Accolades 

 

  • 19+ years paddling
  • ACA River Kayaking L3 Instructor since 2015
  • ACA River Canoe L4 Instructor since 2015
  • Dagger Kayaks Ambassador/Media Team since 2015
  • Published photographer in Kayak Session, Paddling Magazine, Canoeroots
  • Slalom racing 2010-2014, C1
  • OC1/OC2 slalom racing
  • Head of media team for 2017 and 2019 Green Race

 

 

A gift to the paddling public, Sarah is a steward in a multi-faceted approach. Not only is she an ambassador and a gifted instructor, she’s a media guru who has a knack for telling a story. We anticipate that Sarah will not only bolster our program by offering our new canoe focused classes, but also help us reach new audiences through media.

How long have you been kayaking? How about teaching?

My dad threw me in the front of his boat when I was about 2, and I had this cute little paddle that he had made me. It had my name on it, and was shock corded into the boat because I was very prone to dropping it. Since then, I’ve kept boating, in various crafts including OC1, C1, OC2, K1, and sea kayaks. I also grew up watching my dad teach, and taught informally most of my life. In 2015 I decided I needed to go ahead and get ACA accredited, and got my L4 for canoe and kayak.

Why do you love to teach?

I have been really fortunate in what the paddling community has given me, and the people from whom I’ve received instruction. To me, teaching is about more than helping someone learning the strokes and moves to take a boat down a river. It’s about showing someone the skills that they can have, how capable they are, and how they could be a member of the community with all that encompasses. I love to teach for the way you can instill confidence in students, and see them progress and find their groove. I love to see them get from paddling everything that I’ve gotten – which is more than I can really say in this little blurb.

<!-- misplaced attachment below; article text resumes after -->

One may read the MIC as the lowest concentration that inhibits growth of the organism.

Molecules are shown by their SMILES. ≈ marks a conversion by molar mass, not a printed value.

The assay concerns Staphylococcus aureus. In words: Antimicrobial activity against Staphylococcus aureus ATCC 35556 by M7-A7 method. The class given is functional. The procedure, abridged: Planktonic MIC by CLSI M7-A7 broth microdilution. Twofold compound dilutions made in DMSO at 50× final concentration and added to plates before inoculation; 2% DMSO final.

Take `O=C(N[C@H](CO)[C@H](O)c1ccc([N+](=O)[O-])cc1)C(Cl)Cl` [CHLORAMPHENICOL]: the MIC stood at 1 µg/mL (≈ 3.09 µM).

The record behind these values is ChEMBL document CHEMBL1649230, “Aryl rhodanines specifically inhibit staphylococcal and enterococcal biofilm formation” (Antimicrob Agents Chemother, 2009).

What’s your favorite skill to teach?

Hands down, the stern draw. I love it in canoeing, I love it in kayaking, I love it in anything. Such a satisfying, glidey, core engaging stroke. More stern draw.

What’s your favorite thing to do on the water?

Attainments are my happy place. I love the quick, hard challenge, combined with he technicality often required to naiveté upstream. My favorite thing is to go out, out some headphones in, and get my butt kicked by class I-II.

If you had to pick one craft to paddle the rest of your life, what would it be?

Uh-oh, panic mode! I’ll pick one from each category. For canoeing, I would probably choose a Dagger Ocoee or something similar. Fast, with edges, excellent carving, and fun on a wide range of water.

For kayaking, something with some volume up front, a bit less in the back, hard edges, and good speed. If I had to only choose one boat…Dagger Green boat!

What’s your favorite thing to do when you’re not on the water?

Working in media, I spend a lot of time behind a camera. Outside of a boat, it’s where I’m most comfortable, and where I spend the most time. I find a lot of crossover with teaching – I’m getting to share something that maybe otherwise wouldn’t get shared, and I get to share an experience. Even though I do most of the actual shooting alone, I connect with people in the application.

Describe the moment you knew you were hooked.

I think I’ve had a lot of those moments. It’s constantly reiterated to me how hooked I am, and usually it happens in those situations where I’m just out there, in awe of the places paddling takes me, and the people it’s brought into my life. The first time this really happened, that I can remember, was when I was 13. My dad and I were down by the Nantahala for Labor day weekend, it was raining, and I had gotten my first Ocoee the summer before (and subsequently fallen in love with it). That weekend we got on the Greenbriar, Oconaluftee, and Little of the Smokies. I remember chasing the rain, and waiting in this little restaurant in Cherokee to see if the levels would rise enough. I remember staying with friends, getting dressed in the rain, and turning each corner not knowing what was there, but being excited, giddy. I remember how beautiful it was, and how I was challenged. Satisfied.